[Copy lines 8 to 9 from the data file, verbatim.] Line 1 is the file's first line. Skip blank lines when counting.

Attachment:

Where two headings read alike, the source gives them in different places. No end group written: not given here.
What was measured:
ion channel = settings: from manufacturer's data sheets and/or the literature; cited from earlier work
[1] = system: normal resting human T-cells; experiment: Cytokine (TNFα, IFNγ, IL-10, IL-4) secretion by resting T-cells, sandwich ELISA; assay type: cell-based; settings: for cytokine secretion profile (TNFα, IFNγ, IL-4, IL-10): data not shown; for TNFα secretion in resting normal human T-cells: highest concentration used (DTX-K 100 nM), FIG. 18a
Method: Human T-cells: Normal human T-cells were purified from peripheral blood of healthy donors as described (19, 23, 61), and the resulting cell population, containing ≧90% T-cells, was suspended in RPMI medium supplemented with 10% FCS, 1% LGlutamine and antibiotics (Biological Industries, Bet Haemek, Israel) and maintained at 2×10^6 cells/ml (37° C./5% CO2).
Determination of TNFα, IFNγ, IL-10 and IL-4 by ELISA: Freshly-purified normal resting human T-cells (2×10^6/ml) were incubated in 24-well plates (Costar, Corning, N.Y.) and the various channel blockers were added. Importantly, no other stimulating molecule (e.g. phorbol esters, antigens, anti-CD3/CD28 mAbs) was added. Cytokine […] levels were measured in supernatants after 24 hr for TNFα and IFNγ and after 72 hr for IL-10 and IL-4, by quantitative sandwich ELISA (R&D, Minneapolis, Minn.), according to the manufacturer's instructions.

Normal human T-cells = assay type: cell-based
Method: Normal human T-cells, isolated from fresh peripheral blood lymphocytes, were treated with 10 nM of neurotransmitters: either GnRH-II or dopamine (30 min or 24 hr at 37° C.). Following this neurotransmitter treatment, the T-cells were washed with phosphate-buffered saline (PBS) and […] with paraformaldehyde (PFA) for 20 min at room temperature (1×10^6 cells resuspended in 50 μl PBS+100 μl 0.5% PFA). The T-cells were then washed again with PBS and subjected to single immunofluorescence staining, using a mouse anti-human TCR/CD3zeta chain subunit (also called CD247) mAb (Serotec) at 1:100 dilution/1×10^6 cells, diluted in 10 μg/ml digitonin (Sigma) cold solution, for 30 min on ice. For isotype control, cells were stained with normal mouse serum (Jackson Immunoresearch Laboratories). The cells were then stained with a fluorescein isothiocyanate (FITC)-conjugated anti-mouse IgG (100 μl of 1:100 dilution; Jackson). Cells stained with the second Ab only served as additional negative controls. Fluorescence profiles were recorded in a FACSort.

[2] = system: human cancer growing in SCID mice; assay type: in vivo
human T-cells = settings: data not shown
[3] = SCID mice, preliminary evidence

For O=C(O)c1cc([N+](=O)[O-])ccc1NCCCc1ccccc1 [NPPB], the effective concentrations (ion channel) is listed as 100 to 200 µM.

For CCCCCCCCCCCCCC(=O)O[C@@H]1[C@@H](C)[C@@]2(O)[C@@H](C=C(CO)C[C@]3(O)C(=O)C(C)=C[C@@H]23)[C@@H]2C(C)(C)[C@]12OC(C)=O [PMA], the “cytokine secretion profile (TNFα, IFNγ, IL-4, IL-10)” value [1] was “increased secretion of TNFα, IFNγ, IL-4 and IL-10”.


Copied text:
Method: Normal human T-cells, isolated from fresh peripheral blood lymphocytes, were treated with 10 nM of neurotransmitters: either GnRH-II or dopamine (30 min or 24 hr at 37° C.). Following this neurotransmitter treatment, the T-cells were washed with phosphate-buffered saline (PBS) and […] with paraformaldehyde (PFA) for 20 min at room temperature (1×10^6 cells resuspended in 50 μl PBS+100 μl 0.5% PFA). The T-cells were then washed again with PBS and subjected to single immunofluorescence staining, using a mouse anti-human TCR/CD3zeta chain subunit (also called CD247) mAb (Serotec) at 1:100 dilution/1×10^6 cells, diluted in 10 μg/ml digitonin (Sigma) cold solution, for 30 min on ice. For isotype control, cells were stained with normal mouse serum (Jackson Immunoresearch Laboratories). The cells were then stained with a fluorescein isothiocyanate (FITC)-conjugated anti-mouse IgG (100 μl of 1:100 dilution; Jackson). Cells stained with the second Ab only served as additional negative controls. Fluorescence profiles were recorded in a FACSort.

[2] = system: human cancer growing in SCID mice; assay type: in vivo